Out Of Bounds – Emergent Gameplay
July 31, 2013 3 Comments
Sometimes rules can create interplay in ways the designer never could have foreseen.
Since the beginning of games as a medium, there was always a given uncertainty when it comes to authorial intent. Traditional media like film or music do not feature direct interactivity with systems in the same way games do; they are primarily tools of communication where a message is transmitted in code. They are a way to encode information, vague or specific, in a way that can be decoded by the recipient as long as the message is compatible with the key owned by them (our perception filters).
Games are in a peculiar place in this dynamic as they inherited this from traditional media, as they use their audio-visual tropes, but add another layer for communication that has not been thoroughly explored yet: Game Mechanics. Simplified, game mechanics are the formalized rules and goals under which a test is performed. In the context of video games, this is the code, the program executing input commands from the user. This interactivity is different than the decoding of information in traditional media. The rules are set by the designer, but a degree of freedom is awarded in utilizing the rules, therefore a variance is introduced in decoding intent. Sometimes rules can create interplay in ways the designer never could have foreseen.
Current games more often than not are obsessed in trying to treat mechanics as they would be in traditional media, trying to create games with a clear way of being played. Scripted sequences; meticulously planned item locations; “realistic” weaponry and movement, these all try to convey gameplay intent.
However, sometimes, something, somewhere doesn’t go as planned and a set of internal rules emerges that has not been taken into consideration by the designer. It is almost impossible to predict how a player will utilize certain elements, or how they will ultimately interplay with each other, and for better or worse these emergent rules and systems are then part of the game, providing the player with opportunities to exploit.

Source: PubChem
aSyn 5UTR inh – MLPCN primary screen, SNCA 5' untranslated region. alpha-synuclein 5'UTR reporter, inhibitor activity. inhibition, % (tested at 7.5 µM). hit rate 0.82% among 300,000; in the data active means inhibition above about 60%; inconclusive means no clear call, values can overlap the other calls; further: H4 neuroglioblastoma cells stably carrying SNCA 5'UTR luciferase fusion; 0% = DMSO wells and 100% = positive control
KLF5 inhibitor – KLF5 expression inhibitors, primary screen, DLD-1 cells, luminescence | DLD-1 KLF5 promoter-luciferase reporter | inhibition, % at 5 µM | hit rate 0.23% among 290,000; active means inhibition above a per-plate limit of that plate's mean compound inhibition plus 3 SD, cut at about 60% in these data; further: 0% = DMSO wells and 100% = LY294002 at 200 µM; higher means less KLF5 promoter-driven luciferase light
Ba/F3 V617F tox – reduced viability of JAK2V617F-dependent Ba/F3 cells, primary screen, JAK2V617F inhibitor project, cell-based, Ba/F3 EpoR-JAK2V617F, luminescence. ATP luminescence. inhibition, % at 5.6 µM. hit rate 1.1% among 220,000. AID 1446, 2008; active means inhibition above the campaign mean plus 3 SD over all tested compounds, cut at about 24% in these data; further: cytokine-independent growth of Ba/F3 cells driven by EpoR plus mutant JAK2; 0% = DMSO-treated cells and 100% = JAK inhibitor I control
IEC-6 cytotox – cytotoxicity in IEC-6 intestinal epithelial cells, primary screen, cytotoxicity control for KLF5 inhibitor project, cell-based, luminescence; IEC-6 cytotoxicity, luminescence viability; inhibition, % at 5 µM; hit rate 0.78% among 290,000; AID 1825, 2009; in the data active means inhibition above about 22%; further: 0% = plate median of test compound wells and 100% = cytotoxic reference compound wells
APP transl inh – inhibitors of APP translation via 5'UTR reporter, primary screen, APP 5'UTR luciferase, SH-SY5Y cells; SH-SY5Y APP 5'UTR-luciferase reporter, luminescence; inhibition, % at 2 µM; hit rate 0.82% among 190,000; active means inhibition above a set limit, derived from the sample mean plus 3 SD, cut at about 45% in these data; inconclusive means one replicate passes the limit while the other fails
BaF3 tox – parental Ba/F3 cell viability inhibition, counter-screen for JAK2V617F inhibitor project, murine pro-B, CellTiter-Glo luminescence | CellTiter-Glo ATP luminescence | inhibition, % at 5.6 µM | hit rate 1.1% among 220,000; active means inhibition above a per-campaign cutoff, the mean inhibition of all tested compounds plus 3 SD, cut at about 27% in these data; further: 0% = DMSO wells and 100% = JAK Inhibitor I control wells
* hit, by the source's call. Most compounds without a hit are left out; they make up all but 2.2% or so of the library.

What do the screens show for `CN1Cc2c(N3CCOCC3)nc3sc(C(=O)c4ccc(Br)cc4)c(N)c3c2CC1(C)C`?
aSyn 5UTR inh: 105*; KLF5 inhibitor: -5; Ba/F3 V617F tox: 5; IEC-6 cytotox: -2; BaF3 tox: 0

Take for example the simple oversight of leaving the acceleration- and speed-value unrestricted when moving backwards, which leads to this behavior [at 41:47 in case the embed doesn’t work]:
At first glance, this seems like an egregious oversight with dire consequences, a game-breaking flaw of large magnitude. However, this judgment would be devoid of context as no mechanic is inherently good or bad. A concrete value judgment concerning an emergent mechanic can only be made in relation of how the game is played and what the ultimate goals set by the player and/or the game are.
In the above example, the infinite speed bug provides a unique way to speedrun Half Life 2. This doesn’t however mean that it is a good emergent mechanic for “regular” play. It all depends on what the challenge is in the environment set up by the rules. If the challenge is “finish the game as fast as possible”, going out of bounds is a valid tactic to succeed. However, if the challenge is to defeat all the enemies, going out of bounds would be an invalid way to bypass that challenge.
The assertion that you aren’t playing the game as intended are invalid in this case, as the game (rule-set) inherently does not care about an intended meta-goal like “experience the story.” Anyone that ever ran or wrote a Dungeons and Dragons campaign certainly knows what I’m talking about; players rarely play the adventure as you “intended” it to be played.
Ultimately, the value-judgment of a mechanic has to be made on a case-by-case basis. Bunnyhopping in Quake 3 Arena isn’t in itself good or bad, but it just so happens that it improves the gameplay by adding an emergent element of movement-skill to the game, increasing the skill-ceiling and enhancing tactical as well as strategic decisions available to the player. It can thus be deemed a beneficial emergent gameplay element.
In contrast, being able to glitch your way on a ledge in Dark Souls and cheese Queelag with a bow is not mechanically beneficial to the game. It does not introduce a new way of playing; it does not enhance the challenge by offering new tactical possibilities. To the contrary, it reduces the challenge of fighting Queelag; it removes risk by putting the player in a safe position and hence can be evaluated as a bad emergent element. This is not to be confused with, for example, making the Taurus Demon kill itself by making it fall down the ledge which is a skillful manipulation of the AI that requires timing and knowledge of animation and patterns from the player, although it can be performed by accident by a novice as well.
Of course, not all emergent gameplay elements are simply glitches. Animation Cancels for example are most well-known from fighting or hack-and-slash games like Street Fighter and Devil May Cry, but curiously, they also tend to feature in modern FPS games.
In Battlefield 2, the Dolphin Dive maneuver is an Animation Cancel in which the jump animation can be canceled mid-flight into a prone animation. This conveys the superior accuracy of the prone stance while air-borne while keeping the forward momentum of the fall, making for both a harder to hit target as well providing superior accuracy without impeding movement.